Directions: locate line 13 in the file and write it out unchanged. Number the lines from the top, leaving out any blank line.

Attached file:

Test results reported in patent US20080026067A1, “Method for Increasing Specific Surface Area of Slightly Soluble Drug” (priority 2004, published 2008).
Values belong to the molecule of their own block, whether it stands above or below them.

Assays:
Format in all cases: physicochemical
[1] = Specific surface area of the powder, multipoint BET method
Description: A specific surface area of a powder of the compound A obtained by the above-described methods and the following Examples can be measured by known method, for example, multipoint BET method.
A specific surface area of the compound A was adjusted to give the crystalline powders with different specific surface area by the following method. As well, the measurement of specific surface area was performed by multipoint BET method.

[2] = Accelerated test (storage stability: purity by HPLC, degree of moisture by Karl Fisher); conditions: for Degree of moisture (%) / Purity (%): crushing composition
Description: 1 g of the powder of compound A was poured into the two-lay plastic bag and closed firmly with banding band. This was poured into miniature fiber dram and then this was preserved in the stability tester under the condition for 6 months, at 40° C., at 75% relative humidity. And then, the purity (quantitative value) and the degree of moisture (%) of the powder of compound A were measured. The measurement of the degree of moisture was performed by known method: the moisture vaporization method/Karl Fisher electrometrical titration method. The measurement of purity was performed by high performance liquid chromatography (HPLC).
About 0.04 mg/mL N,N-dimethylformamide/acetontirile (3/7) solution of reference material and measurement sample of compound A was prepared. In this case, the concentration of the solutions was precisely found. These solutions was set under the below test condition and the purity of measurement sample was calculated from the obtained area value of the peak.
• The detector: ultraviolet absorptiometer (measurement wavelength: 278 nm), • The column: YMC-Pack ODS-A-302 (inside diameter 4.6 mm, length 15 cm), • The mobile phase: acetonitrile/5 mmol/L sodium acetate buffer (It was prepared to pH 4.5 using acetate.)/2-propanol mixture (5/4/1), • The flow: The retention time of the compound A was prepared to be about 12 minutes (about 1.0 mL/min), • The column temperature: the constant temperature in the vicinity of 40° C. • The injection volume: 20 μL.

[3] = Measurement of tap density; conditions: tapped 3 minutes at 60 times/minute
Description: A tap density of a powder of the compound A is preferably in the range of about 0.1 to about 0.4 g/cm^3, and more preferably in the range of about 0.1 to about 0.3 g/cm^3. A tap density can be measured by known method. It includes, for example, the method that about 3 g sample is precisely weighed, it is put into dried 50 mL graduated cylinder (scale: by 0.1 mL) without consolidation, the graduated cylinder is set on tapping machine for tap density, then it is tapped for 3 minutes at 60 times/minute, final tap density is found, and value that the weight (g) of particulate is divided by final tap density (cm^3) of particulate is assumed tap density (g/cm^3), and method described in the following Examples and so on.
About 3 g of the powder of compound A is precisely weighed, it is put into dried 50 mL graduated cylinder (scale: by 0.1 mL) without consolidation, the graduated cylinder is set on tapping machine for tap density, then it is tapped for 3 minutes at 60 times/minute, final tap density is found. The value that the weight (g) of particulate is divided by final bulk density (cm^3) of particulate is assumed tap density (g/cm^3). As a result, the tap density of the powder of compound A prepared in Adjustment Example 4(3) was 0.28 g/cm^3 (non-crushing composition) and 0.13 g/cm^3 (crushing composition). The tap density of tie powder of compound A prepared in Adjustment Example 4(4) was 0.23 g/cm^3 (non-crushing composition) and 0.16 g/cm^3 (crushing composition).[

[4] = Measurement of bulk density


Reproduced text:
Description: A tap density of a powder of the compound A is preferably in the range of about 0.1 to about 0.4 g/cm^3, and more preferably in the range of about 0.1 to about 0.3 g/cm^3. A tap density can be measured by known method. It includes, for example, the method that about 3 g sample is precisely weighed, it is put into dried 50 mL graduated cylinder (scale: by 0.1 mL) without consolidation, the graduated cylinder is set on tapping machine for tap density, then it is tapped for 3 minutes at 60 times/minute, final tap density is found, and value that the weight (g) of particulate is divided by final tap density (cm^3) of particulate is assumed tap density (g/cm^3), and method described in the following Examples and so on.